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The 1991 CIA World Factbook online

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off the southern coast in 1986 with production reaching 54,000 b/d in
1990 and expected to increase in the years ahead. Following the
end of the war in 1975, heavy-handed government measures undermined
efforts at an efficient merger of the agricultural resources of the
south and the industrial resources of the north. The economy remains
heavily dependent on foreign aid and has received assistance from
Communist countries, Sweden, and UN agencies. Inflation, although down
from recent triple-digit levels, is still a major weakness and is
showing signs of accelerating upwards again. Per capita output is among
the world's lowest. Since late 1986 the government has sponsored a
broad reform program that seeks to turn more economic activity over to
the private sector.


_#_GNP: $15.2 billion, per capita $230; real growth rate 2.4%
(1990 est.)


_#_Inflation rate (consumer prices): 65% (1990 est.)


_#_Unemployment rate: 33% (1990 est.)


_#_Budget: revenues $892 million; expenditures $1.3 billion, including
capital expenditures of $344 million (1990 est.)


_#_Exports: $2.3 billion (f.o.b., 1990 est.);

commodities - agricultural and handicraft products, coal, minerals,
crude petroleum, ores, seafood;

partners - USSR, Eastern Europe, Japan, Singapore


_#_Imports: $2.6 billion (c.i.f., 1990 est.);

commodities - petroleum products, steel products, railroad
equipment, chemicals, medicines, raw cotton, fertilizer, grain;

partners - USSR, Eastern Europe, Japan, Singapore


_#_External debt: $16.8 billion (1990 est.)


_#_Industrial production: growth rate 10% (1989); accounts for 30%
of GNP


_#_Electricity: 2,740,000 kW capacity; 7,500 million kWh produced,
110 kWh per capita (1990)


_#_Industries: food processing, textiles, machine building, mining,
cement, chemical fertilizer, glass, tires, oil, fishing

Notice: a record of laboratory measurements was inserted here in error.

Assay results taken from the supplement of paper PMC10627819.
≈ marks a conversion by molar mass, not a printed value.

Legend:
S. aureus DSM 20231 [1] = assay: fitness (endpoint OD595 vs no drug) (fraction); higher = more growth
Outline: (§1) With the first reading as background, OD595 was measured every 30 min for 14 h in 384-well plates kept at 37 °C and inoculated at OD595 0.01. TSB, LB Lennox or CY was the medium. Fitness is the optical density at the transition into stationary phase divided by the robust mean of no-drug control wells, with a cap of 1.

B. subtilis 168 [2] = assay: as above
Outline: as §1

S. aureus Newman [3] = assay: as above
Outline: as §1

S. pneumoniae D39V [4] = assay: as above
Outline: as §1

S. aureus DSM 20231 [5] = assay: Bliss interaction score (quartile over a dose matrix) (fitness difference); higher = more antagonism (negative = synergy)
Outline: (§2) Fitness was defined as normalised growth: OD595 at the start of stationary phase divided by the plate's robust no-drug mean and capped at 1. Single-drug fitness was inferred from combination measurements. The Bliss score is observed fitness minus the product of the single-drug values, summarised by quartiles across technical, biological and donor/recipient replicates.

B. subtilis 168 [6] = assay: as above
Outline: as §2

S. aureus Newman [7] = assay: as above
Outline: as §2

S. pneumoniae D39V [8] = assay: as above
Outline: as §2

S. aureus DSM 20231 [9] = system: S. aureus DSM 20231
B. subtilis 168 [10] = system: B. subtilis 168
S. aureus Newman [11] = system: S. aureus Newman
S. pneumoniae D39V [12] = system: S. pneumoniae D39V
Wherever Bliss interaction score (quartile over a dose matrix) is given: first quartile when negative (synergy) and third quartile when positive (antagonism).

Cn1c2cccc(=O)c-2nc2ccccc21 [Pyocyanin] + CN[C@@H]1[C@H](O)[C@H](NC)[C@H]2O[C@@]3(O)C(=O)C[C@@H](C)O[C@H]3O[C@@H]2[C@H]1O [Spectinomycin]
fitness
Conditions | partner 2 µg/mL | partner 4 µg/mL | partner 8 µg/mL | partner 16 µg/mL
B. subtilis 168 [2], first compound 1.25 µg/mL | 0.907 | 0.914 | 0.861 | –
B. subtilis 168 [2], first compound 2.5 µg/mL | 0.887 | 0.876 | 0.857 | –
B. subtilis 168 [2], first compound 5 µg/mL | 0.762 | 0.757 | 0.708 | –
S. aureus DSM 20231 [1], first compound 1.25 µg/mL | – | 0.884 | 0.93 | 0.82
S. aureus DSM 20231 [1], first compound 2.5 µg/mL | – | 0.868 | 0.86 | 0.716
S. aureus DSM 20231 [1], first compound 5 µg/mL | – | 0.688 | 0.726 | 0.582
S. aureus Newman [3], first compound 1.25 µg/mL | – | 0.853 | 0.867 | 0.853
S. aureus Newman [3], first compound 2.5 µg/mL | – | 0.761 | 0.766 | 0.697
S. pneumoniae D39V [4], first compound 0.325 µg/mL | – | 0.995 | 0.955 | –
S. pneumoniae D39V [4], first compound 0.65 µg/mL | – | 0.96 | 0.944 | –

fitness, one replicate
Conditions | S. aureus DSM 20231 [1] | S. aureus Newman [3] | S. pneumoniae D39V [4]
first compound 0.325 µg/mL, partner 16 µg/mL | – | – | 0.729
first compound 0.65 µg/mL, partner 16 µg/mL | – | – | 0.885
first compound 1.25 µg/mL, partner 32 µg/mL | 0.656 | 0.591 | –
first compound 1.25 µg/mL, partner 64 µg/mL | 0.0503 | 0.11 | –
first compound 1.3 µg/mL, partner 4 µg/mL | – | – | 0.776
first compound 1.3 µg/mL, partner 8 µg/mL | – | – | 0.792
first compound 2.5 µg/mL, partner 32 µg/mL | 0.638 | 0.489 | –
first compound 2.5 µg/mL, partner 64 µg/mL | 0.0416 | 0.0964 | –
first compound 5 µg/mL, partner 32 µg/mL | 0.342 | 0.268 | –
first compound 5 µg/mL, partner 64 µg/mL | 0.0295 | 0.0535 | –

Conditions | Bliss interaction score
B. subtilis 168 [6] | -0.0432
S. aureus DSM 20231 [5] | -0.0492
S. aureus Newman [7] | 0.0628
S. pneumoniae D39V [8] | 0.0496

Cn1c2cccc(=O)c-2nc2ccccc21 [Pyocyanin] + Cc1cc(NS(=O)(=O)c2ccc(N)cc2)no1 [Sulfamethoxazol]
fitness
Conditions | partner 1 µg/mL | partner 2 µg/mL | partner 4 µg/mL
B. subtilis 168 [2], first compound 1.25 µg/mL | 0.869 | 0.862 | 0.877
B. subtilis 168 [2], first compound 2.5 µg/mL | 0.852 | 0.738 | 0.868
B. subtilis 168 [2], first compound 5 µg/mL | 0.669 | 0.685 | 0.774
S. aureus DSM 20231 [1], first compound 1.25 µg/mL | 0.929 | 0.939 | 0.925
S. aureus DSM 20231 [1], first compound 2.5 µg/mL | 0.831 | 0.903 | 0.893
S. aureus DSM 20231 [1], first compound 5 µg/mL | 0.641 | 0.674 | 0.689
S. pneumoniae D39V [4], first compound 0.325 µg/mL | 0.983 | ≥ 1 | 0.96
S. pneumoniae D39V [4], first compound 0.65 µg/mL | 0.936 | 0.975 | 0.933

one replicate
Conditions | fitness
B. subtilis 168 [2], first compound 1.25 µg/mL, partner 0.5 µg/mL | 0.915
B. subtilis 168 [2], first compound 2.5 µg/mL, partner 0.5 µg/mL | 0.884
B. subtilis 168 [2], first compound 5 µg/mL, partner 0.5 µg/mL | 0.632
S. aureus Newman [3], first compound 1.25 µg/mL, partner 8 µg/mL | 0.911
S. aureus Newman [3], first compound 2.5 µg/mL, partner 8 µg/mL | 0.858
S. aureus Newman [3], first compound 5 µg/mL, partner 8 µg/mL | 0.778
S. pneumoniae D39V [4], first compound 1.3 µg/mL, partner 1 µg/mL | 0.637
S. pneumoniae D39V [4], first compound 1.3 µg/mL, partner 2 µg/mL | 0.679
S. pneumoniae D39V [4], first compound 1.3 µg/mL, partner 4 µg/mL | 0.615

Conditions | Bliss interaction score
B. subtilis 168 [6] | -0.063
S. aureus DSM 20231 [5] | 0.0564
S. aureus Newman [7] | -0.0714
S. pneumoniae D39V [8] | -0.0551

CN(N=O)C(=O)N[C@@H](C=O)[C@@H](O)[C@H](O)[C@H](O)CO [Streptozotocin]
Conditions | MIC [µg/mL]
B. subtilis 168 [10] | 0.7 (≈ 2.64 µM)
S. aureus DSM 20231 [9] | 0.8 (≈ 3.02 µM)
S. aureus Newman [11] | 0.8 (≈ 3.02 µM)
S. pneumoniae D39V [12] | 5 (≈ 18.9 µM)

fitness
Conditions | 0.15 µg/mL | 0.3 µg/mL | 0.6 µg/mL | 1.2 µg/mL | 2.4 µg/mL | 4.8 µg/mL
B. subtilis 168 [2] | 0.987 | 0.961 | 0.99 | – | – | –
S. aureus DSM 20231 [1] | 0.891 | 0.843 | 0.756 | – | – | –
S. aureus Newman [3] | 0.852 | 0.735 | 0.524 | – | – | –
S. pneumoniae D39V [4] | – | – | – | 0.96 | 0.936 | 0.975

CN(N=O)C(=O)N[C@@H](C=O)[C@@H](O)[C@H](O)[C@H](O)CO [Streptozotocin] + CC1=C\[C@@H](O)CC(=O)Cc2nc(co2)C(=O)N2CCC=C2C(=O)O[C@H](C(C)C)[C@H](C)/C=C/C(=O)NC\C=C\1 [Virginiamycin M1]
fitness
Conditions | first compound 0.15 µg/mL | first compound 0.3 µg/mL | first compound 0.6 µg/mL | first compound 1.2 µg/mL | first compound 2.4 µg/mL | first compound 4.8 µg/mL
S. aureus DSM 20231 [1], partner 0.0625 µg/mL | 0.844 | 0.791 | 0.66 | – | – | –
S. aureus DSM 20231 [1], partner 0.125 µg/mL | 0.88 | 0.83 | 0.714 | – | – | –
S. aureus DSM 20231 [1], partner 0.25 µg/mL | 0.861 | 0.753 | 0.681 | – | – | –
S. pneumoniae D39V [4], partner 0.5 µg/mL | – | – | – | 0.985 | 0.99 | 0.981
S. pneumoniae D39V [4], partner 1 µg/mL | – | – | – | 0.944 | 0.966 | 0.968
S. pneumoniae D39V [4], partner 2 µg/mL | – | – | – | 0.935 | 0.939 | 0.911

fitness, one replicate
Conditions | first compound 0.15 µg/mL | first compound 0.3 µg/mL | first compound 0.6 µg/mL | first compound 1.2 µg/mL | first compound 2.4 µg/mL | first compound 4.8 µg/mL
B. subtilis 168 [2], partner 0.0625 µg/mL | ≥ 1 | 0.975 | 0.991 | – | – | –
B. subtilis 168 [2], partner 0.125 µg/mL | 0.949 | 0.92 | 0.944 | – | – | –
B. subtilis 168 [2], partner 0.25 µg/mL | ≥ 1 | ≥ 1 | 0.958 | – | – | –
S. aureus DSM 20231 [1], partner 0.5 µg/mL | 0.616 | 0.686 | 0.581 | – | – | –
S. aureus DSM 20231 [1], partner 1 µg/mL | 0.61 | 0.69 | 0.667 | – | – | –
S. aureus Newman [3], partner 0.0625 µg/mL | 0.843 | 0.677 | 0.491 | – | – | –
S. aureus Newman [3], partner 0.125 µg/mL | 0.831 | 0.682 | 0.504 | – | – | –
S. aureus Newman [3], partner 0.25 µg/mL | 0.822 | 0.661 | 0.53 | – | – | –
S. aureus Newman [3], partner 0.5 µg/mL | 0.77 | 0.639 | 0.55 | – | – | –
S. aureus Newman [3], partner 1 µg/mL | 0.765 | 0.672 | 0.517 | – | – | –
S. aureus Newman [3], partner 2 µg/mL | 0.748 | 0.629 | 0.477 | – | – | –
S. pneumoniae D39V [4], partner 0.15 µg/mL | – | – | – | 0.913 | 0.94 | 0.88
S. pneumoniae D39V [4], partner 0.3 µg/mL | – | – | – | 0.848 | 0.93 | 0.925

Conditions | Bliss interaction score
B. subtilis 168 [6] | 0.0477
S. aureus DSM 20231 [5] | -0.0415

_#_Agriculture: accounts for half of GNP; paddy rice, corn, potatoes
make up 50% of farm output; commercial crops (rubber, soybeans, coffee,
tea, bananas) and animal products other 50%; since 1989 self-sufficient
in food staple rice; fish catch of 943,100 metric tons (1989 est.)


_#_Economic aid: US commitments, including Ex-Im (FY70-74), $3.1
billion; Western (non-US) countries, ODA and OOF bilateral commitments
(1970-88), $2.8 billion; OPEC bilateral aid (1979-89), $61 million;
Communist countries (1970-89), $12.0 billion


_#_Currency: new dong (plural - new dong); 1 new dong (D) = 100 xu


_#_Exchange rates: new dong (D) per US$1 - 7,530 (May 1991),
7,280 (December 1990), 3,996 (March 1990), 2,047 (1988), 225 (1987),
18 (1986), 12 (1985); note - 1985-89 figures are end of year


_#_Fiscal year: calendar year


_*_Communications
_#_Railroads: 3,059 km total; 2,454 1.000-meter gauge, 151 km
1.435-meter standard gauge, 230 km dual gauge (three rails), and 224 km
not restored to service


_#_Highways: about 85,000 km total; 9,400 km bituminous, 48,700 km
gravel or improved earth, 26,900 km unimproved earth


_#_Pipelines: 150 km, refined products


_#_Inland waterways: about 17,702 km navigable; more than 5,149 km
navigable at all times by vessels up to 1.8 meter draft


_#_Ports: Da Nang, Haiphong, Ho Chi Minh City


_#_Merchant marine: 87 ships (1,000 GRT or over) totaling 364,596
GRT/539,174 DWT; includes 2 short-sea passenger, 69 cargo, 4 refrigerated
cargo, 1 roll-on/roll-off cargo, 1 vehicle carrier, 8 petroleum, oils,
and lubricants (POL) tanker, 2 bulk; note - Vietnam owns 11 cargo ships
(1,000 GRT or over) totaling 106,759 DWT under the registry of Panama and
Malta


_#_Civil air: controlled by military


_#_Airports: 100 total, 100 usable; 50 with permanent-surface runways;
10 with runways 2,440-3,659 m; 20 with runways 1,220-2,439 m


_#_Telecommunications: 35,000 telephones in Ho Chi Minh City (1984);
stations - 16 AM, 1 FM, 2 TV; 2,300,000 TV sets; 6,000,000 radio
receivers; at least 2 satellite earth stations, including 1 Indian Ocean
INTELSAT


_*_Defense Forces
_#_Branches: Army, Navy (including Marines and Naval Infantry), Air
Force


_#_Manpower availability: males 15-49, 16,260,120; 10,377,105 fit for
military service; 809,617 reach military age (17) annually


_#_Defense expenditures: $NA, 19.4% of GNP (1986 est.)
_%_
[email protected]_Virgin Islands
(territory of the US)
_*_Geography
_#_Total area: 352 km2; land area: 349 km2


_#_Comparative area: slightly less than twice the size of Washington,
DC


_#_Land boundaries: none


_#_Coastline: 188 km


_#_Maritime claims:

Contiguous zone: 12 nm;

Continental shelf: 200 m (depth);

Exclusive economic zone: 200 nm;

Territorial sea: 12 nm


_#_Climate: subtropical, tempered by easterly tradewinds, relatively
low humidity, little seasonal temperature variation; rainy season May to
November